Veteran Dallas restaurateur Pat Snuffer is back in the dining scene with his son at his side once again.
Pat and Mike Snuffer have opened State 28 Grill, a restaurant that honors Texas' entry into the union as the 28th state with its name and aesthetic.
Pat is best known as the founder of the Dallas restaurant chain Snuffer’s. After about 35 years in business, Snuffer’s filed for Chapter 11 bankruptcy in 2013, and later that year, Local Favorite Restaurants, formerly known as Firebird Restaurant Group, purchased the chain's debt and took over operations. The Snuffers opened their latest venture on Feb. 4, moving past a legal settlement and the closure of another fresh concept about four years ago.
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State 28 Grill, which is located near Dallas Love Field Airport at 2427 W. Mockingbird Ln., is the father-and-son duo's second restaurant together, and patrons can see the two working together in the kitchen.
"It's one of the most fantastic things if one is fortunate enough to have someone that close, somebody that committed and somebody that professional," Pat said. "It's extremely rewarding."
The Snuffers have designed a menu that takes influences from East Texas, Houston, and New Orleans cuisine. Among the burgers and po'boys are Pat's iconic cheddar fries—twice-fried potatoes smothered in cheese with options for jalapeños, onions, chili or bacon.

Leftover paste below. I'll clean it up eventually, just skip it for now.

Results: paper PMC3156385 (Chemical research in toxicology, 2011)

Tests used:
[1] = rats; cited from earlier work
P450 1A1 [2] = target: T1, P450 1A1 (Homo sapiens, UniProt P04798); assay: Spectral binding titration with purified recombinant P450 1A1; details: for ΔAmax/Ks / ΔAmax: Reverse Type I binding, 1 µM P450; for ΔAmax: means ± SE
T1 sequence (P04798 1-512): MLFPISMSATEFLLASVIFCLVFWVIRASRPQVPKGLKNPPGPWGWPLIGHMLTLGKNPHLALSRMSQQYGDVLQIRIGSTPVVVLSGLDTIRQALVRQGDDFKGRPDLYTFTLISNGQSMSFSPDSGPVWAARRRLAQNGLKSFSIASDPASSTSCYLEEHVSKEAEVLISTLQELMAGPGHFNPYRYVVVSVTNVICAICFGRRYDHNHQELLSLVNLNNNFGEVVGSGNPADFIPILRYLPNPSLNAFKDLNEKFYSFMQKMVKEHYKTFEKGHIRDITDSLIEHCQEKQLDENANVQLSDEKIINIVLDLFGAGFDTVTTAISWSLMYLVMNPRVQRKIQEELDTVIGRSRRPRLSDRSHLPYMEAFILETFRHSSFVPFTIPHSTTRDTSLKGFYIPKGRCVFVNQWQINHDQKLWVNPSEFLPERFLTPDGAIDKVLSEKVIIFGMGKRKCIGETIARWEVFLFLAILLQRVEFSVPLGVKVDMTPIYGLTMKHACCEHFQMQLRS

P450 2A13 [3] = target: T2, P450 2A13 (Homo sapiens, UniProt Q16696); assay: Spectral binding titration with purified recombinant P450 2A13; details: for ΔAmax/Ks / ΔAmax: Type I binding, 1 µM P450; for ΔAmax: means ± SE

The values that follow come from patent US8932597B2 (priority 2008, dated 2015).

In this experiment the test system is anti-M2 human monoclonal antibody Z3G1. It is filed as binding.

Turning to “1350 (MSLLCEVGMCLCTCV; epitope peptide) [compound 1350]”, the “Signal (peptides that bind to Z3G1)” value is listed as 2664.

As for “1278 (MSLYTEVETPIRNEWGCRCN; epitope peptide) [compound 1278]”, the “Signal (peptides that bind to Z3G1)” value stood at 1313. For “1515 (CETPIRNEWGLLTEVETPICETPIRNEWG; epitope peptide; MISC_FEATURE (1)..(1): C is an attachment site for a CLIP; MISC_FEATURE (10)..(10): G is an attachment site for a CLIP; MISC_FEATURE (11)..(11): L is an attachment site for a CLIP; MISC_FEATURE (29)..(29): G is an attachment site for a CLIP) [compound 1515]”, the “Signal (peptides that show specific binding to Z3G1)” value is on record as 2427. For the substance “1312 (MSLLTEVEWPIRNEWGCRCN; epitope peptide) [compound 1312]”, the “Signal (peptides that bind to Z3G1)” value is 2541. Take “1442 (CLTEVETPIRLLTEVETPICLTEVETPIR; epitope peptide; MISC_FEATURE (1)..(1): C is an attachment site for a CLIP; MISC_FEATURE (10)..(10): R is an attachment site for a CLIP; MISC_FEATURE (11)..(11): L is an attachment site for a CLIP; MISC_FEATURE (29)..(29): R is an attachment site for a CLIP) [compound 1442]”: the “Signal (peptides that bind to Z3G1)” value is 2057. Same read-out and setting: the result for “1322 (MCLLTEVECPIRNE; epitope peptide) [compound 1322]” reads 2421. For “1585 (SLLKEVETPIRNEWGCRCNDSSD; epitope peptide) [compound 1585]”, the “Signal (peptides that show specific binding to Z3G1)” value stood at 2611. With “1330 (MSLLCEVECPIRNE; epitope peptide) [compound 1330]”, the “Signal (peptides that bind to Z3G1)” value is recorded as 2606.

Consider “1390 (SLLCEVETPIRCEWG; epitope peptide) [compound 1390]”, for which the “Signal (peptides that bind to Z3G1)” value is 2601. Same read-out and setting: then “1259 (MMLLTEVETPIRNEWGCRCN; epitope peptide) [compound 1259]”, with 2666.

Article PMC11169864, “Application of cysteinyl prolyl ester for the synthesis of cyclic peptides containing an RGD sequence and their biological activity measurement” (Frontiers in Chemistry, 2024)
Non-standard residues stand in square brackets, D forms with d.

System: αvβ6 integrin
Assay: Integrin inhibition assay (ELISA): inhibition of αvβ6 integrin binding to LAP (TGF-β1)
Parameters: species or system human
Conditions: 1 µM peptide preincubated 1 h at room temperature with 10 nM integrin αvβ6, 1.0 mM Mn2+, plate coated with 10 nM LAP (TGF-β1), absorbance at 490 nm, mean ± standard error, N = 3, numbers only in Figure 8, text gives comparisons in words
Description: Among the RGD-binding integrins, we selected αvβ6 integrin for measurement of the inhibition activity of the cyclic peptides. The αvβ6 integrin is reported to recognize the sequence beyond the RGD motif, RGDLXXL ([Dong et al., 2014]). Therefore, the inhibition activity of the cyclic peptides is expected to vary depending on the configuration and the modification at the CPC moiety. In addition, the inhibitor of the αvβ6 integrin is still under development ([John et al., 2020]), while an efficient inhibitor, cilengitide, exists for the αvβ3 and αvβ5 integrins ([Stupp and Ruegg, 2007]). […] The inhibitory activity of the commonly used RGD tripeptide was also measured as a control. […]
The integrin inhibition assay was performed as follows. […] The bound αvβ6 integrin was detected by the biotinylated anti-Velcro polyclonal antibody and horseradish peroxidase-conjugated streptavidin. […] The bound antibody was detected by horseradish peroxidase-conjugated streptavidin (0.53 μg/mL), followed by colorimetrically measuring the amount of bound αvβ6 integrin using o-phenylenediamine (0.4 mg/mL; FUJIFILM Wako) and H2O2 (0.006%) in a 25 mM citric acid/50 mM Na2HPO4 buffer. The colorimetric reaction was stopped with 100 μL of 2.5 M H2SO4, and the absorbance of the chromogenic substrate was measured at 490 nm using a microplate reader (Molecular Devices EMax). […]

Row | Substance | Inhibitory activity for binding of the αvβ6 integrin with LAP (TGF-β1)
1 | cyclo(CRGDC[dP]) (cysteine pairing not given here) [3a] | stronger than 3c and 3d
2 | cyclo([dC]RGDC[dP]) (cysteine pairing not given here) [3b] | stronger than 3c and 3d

With his history in the kitchen and industry, Pat said it was only a matter of time before he opened another restaurant.
When it was time for Pat to make his move, he partnered with CEO and Chairman of Richardson-based Golden Tree Restaurants LLC, Mark Parmerlee, whose company partially owns State 28 Grill with the Snuffers.
"We have their support operationally (and) administratively," Pat said. "It makes it a whole lot easier to run the restaurant when you know you got the support of Mark's team."
Golden Tree works in the background providing State 28 Grill financial, HR and administrative support, allowing Pat and Mike to serve as the face of the brand.
"My view of this, as with other operating partners, is it's Pat's restaurant," Parmerlee said. “I'll always remind him in the end that it is really his call."
Pat’s years in the restaurant business are a value-add to the brand, helping them address what he and Parmerlee call one of the biggest challenges — people.
"It's a challenge to present oneself in a restaurant as more attractive to an employee base than a restaurant that has been around for 10 years," Pat said. "We open something new, a one-off like this, it's a leap of faith for many of the employees."
Some of Pat’s employees don’t mind taking the risk because they’ve worked with him for decades.
"It takes a complete and total commitment and … I'm fortunate because I've got some folks, besides Mike, that I can rely on to not only implement the decisions, but help make the decision," Pat said.
Between nearly half a century of experience and multiple concepts, Pat said he knows having the right people can make or break a restaurant.
"It's not an easy thing to open a restaurant … but you got to have that love for it and that commitment," Pat said. "I have that. Mike has that. Mark has that. And we're just ready to go for the future here."